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According to research firm IDC, there will be 105.4 million mobile workers (nearly three-quarters of the total workforce) in the U.S. by 2020 – a massive expansion in a relatively short amount of time. Clearly, enterprise mobility projects will be a key priority for many companies.

For businesses deploying new systems or updating legacy solutions, it will be important to stay current on new technology developments. Here are four key enterprise mobility trends to watch for in the coming year:

Consumer Devices in the Enterprise:

Increasingly, companies are testing out consumer mobile phones and tablets in applications that were previously served by rugged mobile devices. That includes the healthcare, field service, and even warehouse space.

While these devices aren’t as durable, they are typically less expensive and have a user interface with which users are already familiar – most of them already use Android or iPhone devices in their personal lives. This can save time and cost when it comes to training and improve user adoption for enterprise mobility deployments.

Still, replacement costs for broken devices can quickly build up. The answer: durable cases and sleds that not only protect the device but also increase its utility in for enterprise mobility systems.

For example, Honeywell’s Captuvo sleds provide enterprise-class barcode scanning and magnetic stripe reading, while also boosting power for the mobile device and protecting it from damage.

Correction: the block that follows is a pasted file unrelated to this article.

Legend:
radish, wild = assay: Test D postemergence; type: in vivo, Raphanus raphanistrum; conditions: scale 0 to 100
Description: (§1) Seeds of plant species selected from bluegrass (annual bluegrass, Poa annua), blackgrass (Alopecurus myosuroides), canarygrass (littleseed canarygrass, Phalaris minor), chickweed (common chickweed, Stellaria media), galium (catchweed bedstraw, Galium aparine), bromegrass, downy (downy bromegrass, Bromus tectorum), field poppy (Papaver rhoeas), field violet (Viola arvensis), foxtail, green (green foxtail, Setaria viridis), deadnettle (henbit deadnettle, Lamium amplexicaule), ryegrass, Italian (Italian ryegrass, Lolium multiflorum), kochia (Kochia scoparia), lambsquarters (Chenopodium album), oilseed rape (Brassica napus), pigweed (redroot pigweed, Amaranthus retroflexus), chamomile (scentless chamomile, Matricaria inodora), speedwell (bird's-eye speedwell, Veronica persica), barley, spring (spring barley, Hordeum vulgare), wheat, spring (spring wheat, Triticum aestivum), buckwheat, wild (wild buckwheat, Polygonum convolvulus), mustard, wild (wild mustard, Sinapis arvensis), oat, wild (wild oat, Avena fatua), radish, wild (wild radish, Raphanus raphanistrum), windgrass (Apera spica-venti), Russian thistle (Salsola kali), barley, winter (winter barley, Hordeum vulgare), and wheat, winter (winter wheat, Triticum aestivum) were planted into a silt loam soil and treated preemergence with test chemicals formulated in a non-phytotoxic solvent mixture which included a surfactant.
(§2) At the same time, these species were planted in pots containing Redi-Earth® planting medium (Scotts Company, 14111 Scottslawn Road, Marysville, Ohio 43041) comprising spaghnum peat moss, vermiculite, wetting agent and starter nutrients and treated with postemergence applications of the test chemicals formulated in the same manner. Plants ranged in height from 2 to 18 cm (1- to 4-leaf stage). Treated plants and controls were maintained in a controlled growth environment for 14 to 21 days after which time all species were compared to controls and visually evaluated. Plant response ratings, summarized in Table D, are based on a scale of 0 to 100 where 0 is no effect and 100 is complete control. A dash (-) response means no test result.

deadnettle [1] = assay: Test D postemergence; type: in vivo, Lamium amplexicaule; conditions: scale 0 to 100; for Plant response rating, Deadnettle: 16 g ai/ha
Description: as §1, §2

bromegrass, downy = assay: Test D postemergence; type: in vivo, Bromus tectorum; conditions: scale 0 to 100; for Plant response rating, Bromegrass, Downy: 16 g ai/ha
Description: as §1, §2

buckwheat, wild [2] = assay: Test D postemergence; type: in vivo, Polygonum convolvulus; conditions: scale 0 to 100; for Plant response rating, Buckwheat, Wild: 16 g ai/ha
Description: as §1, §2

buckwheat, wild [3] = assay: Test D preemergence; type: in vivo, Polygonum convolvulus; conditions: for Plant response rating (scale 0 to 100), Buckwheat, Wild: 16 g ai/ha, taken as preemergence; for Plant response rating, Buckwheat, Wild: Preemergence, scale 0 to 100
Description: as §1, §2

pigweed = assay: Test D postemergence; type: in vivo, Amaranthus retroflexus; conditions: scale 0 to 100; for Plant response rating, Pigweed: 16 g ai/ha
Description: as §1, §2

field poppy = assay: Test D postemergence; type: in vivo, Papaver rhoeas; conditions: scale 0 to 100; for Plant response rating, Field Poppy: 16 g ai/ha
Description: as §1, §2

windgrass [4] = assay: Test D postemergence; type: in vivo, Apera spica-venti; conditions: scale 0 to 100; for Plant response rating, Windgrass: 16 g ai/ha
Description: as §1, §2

Focus on Security:

As more mobile devices are connected to the network (and to corporate data and systems), the need for improved security around enterprise mobility will increase. Sophisticated denial of service and hacking attacks are already leveraging relatively unprotected mobile devices and assets connected to the Internet of Things (IoT). It will be important that any mobile device – even those used in warehouses and other applications that don’t necessarily access sensitive data – utilize passwords and end-to-end encryption and authentication across the network.

While it may not be likely that hackers would try to steal any data from a mobile device in a warehouse, they could hijack those networked devices to launch botnet or other attacks. Companies should also consider deployment models that avoid storing important data on the devices.

Wearables are Coming:

Wearable computers have been “the next big thing” for more than a decade now. While adoption rates are still low, the cost and utility of these devices has vastly improved over the past few years.

There are already warehouse workers using wearable scanners and computers to improve productivity, and the technology is moving into the field service space as well – technicians are using wearable cameras, for example, to collaborate with colleagues remotely.

The use of smart watches, fitness trackers, and smart glasses technology is increasing in the enterprise mobility space. Combined with other solutions (such as augmented reality or heads-up displays) this technology could have a big impact on line-of-business applications in the warehouse and on the factory floor.

The Cloud:

Cloud-based solutions for mobile workers are already well established. Expect to see more companies shift business applications for mobile employees to a hosted or cloud model in order to reduce costs, speed deployments, and help make it easier to receive application updates and patches without lengthy or complex processes that tax IT resources.

Some companies are also using their own private clouds to make it easier to centrally manage and update applications for far-flung mobile employees. Enterprise mobility projects will continue to benefit from this deployment model.

Enterprise mobility projects have increased in importance, and are top of mind in the executive suite. By keeping an eye on these important trends, companies can help ensure they are designing these solutions to meet the needs of mobile workers for years to come.

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